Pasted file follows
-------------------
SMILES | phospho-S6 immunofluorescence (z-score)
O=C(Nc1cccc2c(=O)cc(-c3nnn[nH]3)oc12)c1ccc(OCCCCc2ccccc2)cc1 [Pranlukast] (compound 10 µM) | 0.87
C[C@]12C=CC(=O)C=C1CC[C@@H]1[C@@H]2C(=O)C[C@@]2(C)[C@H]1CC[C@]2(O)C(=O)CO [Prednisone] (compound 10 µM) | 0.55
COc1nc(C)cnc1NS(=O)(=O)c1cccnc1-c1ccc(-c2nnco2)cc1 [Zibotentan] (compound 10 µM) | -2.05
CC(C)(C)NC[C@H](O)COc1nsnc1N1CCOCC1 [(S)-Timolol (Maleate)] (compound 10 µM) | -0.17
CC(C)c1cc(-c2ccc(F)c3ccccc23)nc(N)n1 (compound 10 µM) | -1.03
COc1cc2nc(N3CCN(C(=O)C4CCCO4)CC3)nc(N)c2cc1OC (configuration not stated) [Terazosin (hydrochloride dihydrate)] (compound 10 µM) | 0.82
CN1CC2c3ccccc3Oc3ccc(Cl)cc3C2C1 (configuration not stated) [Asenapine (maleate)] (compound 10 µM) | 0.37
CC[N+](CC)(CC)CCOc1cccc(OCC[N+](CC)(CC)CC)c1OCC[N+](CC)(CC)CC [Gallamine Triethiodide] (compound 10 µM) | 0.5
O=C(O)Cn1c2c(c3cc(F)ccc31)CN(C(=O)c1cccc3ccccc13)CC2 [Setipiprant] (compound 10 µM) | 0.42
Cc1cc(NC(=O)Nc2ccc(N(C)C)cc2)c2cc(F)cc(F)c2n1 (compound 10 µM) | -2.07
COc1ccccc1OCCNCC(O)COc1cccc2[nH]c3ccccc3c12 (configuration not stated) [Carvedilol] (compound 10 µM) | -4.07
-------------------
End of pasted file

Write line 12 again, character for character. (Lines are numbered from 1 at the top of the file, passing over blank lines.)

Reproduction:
COc1ccccc1OCCNCC(O)COc1cccc2[nH]c3ccccc3c12 (configuration not stated) [Carvedilol] (compound 10 µM) | -4.07